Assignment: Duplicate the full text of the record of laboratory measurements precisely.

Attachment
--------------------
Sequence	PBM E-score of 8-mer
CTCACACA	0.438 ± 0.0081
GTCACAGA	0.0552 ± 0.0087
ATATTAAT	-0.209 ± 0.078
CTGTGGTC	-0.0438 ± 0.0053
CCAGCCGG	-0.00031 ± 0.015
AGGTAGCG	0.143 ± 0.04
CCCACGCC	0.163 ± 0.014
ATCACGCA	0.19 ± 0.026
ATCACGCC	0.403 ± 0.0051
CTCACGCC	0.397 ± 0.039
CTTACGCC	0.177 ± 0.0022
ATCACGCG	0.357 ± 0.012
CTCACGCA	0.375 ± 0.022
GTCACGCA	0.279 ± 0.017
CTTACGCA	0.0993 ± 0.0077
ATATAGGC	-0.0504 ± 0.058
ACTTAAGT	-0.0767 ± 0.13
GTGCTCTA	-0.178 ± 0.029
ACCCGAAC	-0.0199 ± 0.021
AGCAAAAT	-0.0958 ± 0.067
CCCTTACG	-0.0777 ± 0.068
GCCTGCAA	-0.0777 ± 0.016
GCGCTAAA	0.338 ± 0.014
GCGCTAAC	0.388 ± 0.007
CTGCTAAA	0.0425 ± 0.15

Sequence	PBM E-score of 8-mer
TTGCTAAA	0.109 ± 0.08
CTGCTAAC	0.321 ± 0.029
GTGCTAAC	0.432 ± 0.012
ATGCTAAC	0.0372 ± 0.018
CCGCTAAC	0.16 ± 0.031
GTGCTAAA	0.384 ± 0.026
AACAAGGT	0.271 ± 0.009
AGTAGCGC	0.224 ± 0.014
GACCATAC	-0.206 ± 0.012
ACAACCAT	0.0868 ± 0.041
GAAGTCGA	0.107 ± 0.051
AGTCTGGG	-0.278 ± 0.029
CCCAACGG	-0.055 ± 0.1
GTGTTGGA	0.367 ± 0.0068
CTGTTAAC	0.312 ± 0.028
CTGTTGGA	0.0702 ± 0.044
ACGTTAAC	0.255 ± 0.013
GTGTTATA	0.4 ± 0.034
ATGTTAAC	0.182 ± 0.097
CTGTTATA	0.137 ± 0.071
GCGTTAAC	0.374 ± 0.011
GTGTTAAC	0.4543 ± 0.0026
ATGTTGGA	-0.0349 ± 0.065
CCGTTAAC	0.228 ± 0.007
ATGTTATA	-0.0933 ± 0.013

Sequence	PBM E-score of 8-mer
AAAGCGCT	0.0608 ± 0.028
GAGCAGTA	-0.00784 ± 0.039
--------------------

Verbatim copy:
Sequence	PBM E-score of 8-mer
CTCACACA	0.438 ± 0.0081
GTCACAGA	0.0552 ± 0.0087
ATATTAAT	-0.209 ± 0.078
CTGTGGTC	-0.0438 ± 0.0053
CCAGCCGG	-0.00031 ± 0.015
AGGTAGCG	0.143 ± 0.04
CCCACGCC	0.163 ± 0.014
ATCACGCA	0.19 ± 0.026
ATCACGCC	0.403 ± 0.0051
CTCACGCC	0.397 ± 0.039
CTTACGCC	0.177 ± 0.0022
ATCACGCG	0.357 ± 0.012
CTCACGCA	0.375 ± 0.022
GTCACGCA	0.279 ± 0.017
CTTACGCA	0.0993 ± 0.0077
ATATAGGC	-0.0504 ± 0.058
ACTTAAGT	-0.0767 ± 0.13
GTGCTCTA	-0.178 ± 0.029
ACCCGAAC	-0.0199 ± 0.021
AGCAAAAT	-0.0958 ± 0.067
CCCTTACG	-0.0777 ± 0.068
GCCTGCAA	-0.0777 ± 0.016
GCGCTAAA	0.338 ± 0.014
GCGCTAAC	0.388 ± 0.007
CTGCTAAA	0.0425 ± 0.15

Sequence	PBM E-score of 8-mer
TTGCTAAA	0.109 ± 0.08
CTGCTAAC	0.321 ± 0.029
GTGCTAAC	0.432 ± 0.012
ATGCTAAC	0.0372 ± 0.018
CCGCTAAC	0.16 ± 0.031
GTGCTAAA	0.384 ± 0.026
AACAAGGT	0.271 ± 0.009
AGTAGCGC	0.224 ± 0.014
GACCATAC	-0.206 ± 0.012
ACAACCAT	0.0868 ± 0.041
GAAGTCGA	0.107 ± 0.051
AGTCTGGG	-0.278 ± 0.029
CCCAACGG	-0.055 ± 0.1
GTGTTGGA	0.367 ± 0.0068
CTGTTAAC	0.312 ± 0.028
CTGTTGGA	0.0702 ± 0.044
ACGTTAAC	0.255 ± 0.013
GTGTTATA	0.4 ± 0.034
ATGTTAAC	0.182 ± 0.097
CTGTTATA	0.137 ± 0.071
GCGTTAAC	0.374 ± 0.011
GTGTTAAC	0.4543 ± 0.0026
ATGTTGGA	-0.0349 ± 0.065
CCGTTAAC	0.228 ± 0.007
ATGTTATA	-0.0933 ± 0.013

Sequence	PBM E-score of 8-mer
AAAGCGCT	0.0608 ± 0.028
GAGCAGTA	-0.00784 ± 0.039